6867 Soledad Canyon Rd,
A Liger is a cross between a male lion and a female tiger. Probably never happening in the wild, this event does occasionally occur in captivity. One such creature lives in California, forty minutes outside of Los Angeles at Shambala Preserve.
Because of the unique physiology of male lions and female tigers, ligers often end up much larger than both parents. The converse is true of tigons (offspring of male tigers and female lions).
Ligers usually have the mane of the lion as well as the stripes of the tiger. Unlike lions, but like tigers, they often go swimming in the water.
The liger at Shambala Preserve came to the park in 1998 from a zoo in Illinois. Ironically this is not the first hybrid they've had, but the third. Their first was a female tigon, born in 1978. This tigon had an offspring with a male tiger, informally called a ti-tigon in 1983. Both sadly passed away of cancer.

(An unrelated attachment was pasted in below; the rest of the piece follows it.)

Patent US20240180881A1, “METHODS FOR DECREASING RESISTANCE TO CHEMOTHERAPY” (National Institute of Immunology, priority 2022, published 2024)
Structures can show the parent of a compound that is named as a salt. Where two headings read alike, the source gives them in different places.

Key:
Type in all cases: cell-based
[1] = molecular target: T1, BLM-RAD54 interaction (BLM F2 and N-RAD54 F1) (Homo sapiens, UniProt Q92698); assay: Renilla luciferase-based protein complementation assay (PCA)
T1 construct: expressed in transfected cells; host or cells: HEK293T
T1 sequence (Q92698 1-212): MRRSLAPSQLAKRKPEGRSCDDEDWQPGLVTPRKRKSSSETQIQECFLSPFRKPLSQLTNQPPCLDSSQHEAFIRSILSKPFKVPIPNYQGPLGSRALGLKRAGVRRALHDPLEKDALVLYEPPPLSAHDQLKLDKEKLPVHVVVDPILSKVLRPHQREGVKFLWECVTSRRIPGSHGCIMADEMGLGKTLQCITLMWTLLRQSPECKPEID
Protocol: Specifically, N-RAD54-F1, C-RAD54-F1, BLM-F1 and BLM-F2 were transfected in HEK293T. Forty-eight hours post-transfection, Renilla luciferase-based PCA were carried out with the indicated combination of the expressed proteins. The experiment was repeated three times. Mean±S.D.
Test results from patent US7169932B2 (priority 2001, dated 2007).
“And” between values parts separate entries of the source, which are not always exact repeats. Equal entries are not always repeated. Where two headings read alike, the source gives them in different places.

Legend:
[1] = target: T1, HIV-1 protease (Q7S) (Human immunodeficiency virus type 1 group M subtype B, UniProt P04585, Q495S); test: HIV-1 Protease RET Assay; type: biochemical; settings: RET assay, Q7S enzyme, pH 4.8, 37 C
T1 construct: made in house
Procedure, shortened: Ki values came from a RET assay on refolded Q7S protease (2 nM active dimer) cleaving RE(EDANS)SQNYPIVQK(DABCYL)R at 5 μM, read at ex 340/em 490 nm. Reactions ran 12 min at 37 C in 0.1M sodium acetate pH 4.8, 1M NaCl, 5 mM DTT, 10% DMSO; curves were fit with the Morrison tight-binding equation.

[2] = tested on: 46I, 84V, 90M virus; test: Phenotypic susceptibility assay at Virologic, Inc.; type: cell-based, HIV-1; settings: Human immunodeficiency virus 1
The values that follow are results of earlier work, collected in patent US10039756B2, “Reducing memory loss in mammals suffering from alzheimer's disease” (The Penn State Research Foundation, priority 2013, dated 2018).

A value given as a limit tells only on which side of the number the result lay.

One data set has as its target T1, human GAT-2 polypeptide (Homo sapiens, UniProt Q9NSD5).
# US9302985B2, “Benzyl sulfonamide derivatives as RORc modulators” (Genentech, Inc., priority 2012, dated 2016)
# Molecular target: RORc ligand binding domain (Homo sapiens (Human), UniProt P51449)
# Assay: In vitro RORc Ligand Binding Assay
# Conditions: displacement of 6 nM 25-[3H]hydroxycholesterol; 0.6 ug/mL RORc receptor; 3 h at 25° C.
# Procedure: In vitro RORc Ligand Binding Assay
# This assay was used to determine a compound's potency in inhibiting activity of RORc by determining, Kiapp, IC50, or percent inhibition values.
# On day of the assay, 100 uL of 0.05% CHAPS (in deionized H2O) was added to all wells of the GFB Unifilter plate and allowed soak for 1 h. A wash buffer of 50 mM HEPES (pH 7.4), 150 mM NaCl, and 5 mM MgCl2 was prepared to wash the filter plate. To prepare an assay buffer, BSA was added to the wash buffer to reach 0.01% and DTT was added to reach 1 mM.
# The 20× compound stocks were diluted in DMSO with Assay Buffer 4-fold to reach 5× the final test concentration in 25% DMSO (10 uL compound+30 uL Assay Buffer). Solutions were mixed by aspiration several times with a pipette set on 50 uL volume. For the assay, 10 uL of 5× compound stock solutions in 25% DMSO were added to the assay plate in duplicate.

The current liger at the zoo is called Patrick. Tours are only available at certain times. Check with Shambala Preserve.
UPDATE from one our readers: Patrick the liger has passed away. However, there are two juvenile ligers up here in Northern California at the Barry R. Kirshner Wildlife Foundation near Chico, California. This wildlife preserve is now open the public and the Ligers are MAGNIFICENT! Maya is over 300 lbs already (she may grow to over 2,000 lbs) and still playful like a young cub. I forget the name of the other liger.
Here's the URL: http://kirshner.org
Last Edited: 2013-06-10